The Cost of Supersizing

People seem to be pleased when faced with a choice of having their meals supersized at fast food restaurants. It can be very hard even to resist not choosing the offer of a supersize meal. But although they may seem like a good deal when it come to eating fast food, they may not be as ideal to your health. Supersize meals can be terrible for your health.

New studies reveal that supersize meals at fast food restaurants are not that good of a bargain after all, if we are talking about your health first and foremost. But the studies also reveal that supersize meals may also not be that much of a bargain for your wallet in the long run. The study revealed that while you might get about 400 calories more as well as about 73 percent more food with a supersized meal, this same calories can translate into added costs for health care, extra food as well as gasoline if you continue to keep it up.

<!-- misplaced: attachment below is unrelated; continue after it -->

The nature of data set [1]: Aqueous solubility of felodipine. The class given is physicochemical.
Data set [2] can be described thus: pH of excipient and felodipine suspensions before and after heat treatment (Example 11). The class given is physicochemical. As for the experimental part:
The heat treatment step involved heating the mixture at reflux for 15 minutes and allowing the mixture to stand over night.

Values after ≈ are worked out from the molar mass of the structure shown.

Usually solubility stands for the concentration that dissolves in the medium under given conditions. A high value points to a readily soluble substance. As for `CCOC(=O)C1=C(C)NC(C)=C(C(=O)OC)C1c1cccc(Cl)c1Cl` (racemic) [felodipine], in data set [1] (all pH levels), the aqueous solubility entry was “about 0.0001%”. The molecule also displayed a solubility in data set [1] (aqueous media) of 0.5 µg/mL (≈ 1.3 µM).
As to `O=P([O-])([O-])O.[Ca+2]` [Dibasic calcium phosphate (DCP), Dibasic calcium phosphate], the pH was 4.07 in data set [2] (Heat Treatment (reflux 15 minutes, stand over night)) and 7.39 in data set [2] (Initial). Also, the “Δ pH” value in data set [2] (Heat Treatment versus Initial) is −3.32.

A study done from the University of Wisconsin-Madison revealed that the more a person overeats the greater its financial costs will be. Based on the study’s estimates, a super sized meal usually averages an extra 35 cents in overall food costs. That means extra calories also which entails extra health costs that can range from 82 cents to about six dollars due to the costs of treating obesity-related diseases such as diabetes, heart disease and arthritis. Not only that being heavy also entails paying five cents more in fuel costs since heavier people makes cars become less fuel efficient.

The study authors basically calculated that for every 100 extra calories being eaten every day, it entails an additional overall cost from 48 cents to about two dollars. The more calories are being eaten up, the higher these costs add up. These costs exceed the bargain that supersized meals may offer. It would be reason enough for you to start avoiding upgrading your meals at the fast food if you ever wish to save up on your budget.